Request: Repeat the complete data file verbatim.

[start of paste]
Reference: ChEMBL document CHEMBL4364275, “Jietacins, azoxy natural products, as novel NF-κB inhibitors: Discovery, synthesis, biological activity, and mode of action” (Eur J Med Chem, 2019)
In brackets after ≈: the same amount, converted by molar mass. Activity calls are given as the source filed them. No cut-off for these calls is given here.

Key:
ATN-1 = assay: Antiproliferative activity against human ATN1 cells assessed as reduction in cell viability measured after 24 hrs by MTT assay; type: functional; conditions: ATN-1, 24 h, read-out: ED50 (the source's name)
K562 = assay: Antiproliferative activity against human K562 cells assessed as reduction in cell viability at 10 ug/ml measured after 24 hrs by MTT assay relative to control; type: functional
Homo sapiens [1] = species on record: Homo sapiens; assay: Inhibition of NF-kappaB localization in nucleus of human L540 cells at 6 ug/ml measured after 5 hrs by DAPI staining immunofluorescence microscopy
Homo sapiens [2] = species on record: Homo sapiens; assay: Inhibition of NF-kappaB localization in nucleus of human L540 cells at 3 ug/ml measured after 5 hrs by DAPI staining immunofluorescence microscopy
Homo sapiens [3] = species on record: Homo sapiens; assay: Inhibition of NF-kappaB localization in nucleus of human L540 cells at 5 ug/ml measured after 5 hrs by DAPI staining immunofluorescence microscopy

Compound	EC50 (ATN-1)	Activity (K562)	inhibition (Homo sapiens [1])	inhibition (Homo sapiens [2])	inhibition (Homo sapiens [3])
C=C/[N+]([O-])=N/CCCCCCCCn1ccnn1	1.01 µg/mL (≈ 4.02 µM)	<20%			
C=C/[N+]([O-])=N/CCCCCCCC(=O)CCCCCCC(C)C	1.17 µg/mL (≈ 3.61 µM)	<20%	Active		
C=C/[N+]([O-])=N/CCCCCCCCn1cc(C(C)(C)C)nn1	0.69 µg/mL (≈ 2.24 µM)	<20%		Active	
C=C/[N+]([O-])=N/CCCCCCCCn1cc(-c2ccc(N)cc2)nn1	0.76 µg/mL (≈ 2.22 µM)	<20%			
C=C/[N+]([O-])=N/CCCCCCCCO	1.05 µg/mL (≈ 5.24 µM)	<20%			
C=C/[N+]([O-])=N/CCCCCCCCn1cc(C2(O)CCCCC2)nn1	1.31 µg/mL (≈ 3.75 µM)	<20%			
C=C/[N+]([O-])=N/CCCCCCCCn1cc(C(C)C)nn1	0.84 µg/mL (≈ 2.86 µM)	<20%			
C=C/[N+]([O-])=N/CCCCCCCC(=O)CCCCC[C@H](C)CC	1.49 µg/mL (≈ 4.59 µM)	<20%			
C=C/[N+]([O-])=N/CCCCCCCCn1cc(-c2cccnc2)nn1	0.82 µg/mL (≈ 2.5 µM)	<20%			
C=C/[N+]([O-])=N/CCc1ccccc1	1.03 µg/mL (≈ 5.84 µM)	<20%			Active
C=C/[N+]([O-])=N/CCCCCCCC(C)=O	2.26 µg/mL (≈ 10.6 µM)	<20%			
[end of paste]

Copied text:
Reference: ChEMBL document CHEMBL4364275, “Jietacins, azoxy natural products, as novel NF-κB inhibitors: Discovery, synthesis, biological activity, and mode of action” (Eur J Med Chem, 2019)
In brackets after ≈: the same amount, converted by molar mass. Activity calls are given as the source filed them. No cut-off for these calls is given here.

Key:
ATN-1 = assay: Antiproliferative activity against human ATN1 cells assessed as reduction in cell viability measured after 24 hrs by MTT assay; type: functional; conditions: ATN-1, 24 h, read-out: ED50 (the source's name)
K562 = assay: Antiproliferative activity against human K562 cells assessed as reduction in cell viability at 10 ug/ml measured after 24 hrs by MTT assay relative to control; type: functional
Homo sapiens [1] = species on record: Homo sapiens; assay: Inhibition of NF-kappaB localization in nucleus of human L540 cells at 6 ug/ml measured after 5 hrs by DAPI staining immunofluorescence microscopy
Homo sapiens [2] = species on record: Homo sapiens; assay: Inhibition of NF-kappaB localization in nucleus of human L540 cells at 3 ug/ml measured after 5 hrs by DAPI staining immunofluorescence microscopy
Homo sapiens [3] = species on record: Homo sapiens; assay: Inhibition of NF-kappaB localization in nucleus of human L540 cells at 5 ug/ml measured after 5 hrs by DAPI staining immunofluorescence microscopy

Compound	EC50 (ATN-1)	Activity (K562)	inhibition (Homo sapiens [1])	inhibition (Homo sapiens [2])	inhibition (Homo sapiens [3])
C=C/[N+]([O-])=N/CCCCCCCCn1ccnn1	1.01 µg/mL (≈ 4.02 µM)	<20%			
C=C/[N+]([O-])=N/CCCCCCCC(=O)CCCCCCC(C)C	1.17 µg/mL (≈ 3.61 µM)	<20%	Active		
C=C/[N+]([O-])=N/CCCCCCCCn1cc(C(C)(C)C)nn1	0.69 µg/mL (≈ 2.24 µM)	<20%		Active	
C=C/[N+]([O-])=N/CCCCCCCCn1cc(-c2ccc(N)cc2)nn1	0.76 µg/mL (≈ 2.22 µM)	<20%			
C=C/[N+]([O-])=N/CCCCCCCCO	1.05 µg/mL (≈ 5.24 µM)	<20%			
C=C/[N+]([O-])=N/CCCCCCCCn1cc(C2(O)CCCCC2)nn1	1.31 µg/mL (≈ 3.75 µM)	<20%			
C=C/[N+]([O-])=N/CCCCCCCCn1cc(C(C)C)nn1	0.84 µg/mL (≈ 2.86 µM)	<20%			
C=C/[N+]([O-])=N/CCCCCCCC(=O)CCCCC[C@H](C)CC	1.49 µg/mL (≈ 4.59 µM)	<20%			
C=C/[N+]([O-])=N/CCCCCCCCn1cc(-c2cccnc2)nn1	0.82 µg/mL (≈ 2.5 µM)	<20%			
C=C/[N+]([O-])=N/CCc1ccccc1	1.03 µg/mL (≈ 5.84 µM)	<20%			Active
C=C/[N+]([O-])=N/CCCCCCCC(C)=O	2.26 µg/mL (≈ 10.6 µM)	<20%			